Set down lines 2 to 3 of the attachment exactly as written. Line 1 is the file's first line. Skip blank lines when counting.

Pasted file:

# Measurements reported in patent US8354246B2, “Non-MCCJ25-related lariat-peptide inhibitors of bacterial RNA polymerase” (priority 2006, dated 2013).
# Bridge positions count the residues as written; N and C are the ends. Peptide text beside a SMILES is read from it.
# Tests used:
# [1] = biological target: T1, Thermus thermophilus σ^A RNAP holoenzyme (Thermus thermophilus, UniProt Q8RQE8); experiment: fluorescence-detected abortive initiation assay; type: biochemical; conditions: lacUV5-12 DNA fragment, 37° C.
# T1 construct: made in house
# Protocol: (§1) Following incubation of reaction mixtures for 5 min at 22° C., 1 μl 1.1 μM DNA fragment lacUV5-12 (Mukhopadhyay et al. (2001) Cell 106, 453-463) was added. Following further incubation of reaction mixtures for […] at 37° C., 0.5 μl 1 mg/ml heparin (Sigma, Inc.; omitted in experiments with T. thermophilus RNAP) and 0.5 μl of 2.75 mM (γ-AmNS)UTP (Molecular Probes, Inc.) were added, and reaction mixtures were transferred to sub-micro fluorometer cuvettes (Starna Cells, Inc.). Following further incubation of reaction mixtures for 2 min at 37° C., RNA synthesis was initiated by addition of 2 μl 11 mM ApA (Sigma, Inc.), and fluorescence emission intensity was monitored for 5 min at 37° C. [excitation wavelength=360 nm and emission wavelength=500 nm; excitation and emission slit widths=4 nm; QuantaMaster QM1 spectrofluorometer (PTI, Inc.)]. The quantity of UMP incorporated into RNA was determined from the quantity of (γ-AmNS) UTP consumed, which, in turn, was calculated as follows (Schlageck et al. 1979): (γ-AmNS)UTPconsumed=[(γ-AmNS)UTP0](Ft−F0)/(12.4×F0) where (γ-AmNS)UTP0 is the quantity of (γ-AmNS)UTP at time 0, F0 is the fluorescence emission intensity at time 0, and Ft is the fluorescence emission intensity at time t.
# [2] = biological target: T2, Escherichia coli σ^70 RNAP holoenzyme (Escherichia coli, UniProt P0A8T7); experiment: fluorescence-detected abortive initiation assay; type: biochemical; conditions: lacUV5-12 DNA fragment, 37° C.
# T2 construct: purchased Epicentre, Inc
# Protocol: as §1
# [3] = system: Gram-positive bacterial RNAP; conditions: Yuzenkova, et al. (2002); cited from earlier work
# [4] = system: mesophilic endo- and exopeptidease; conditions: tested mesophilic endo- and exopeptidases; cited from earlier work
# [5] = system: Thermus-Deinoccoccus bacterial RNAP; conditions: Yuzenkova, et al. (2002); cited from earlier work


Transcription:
# Bridge positions count the residues as written; N and C are the ends. Peptide text beside a SMILES is read from it.
# Tests used: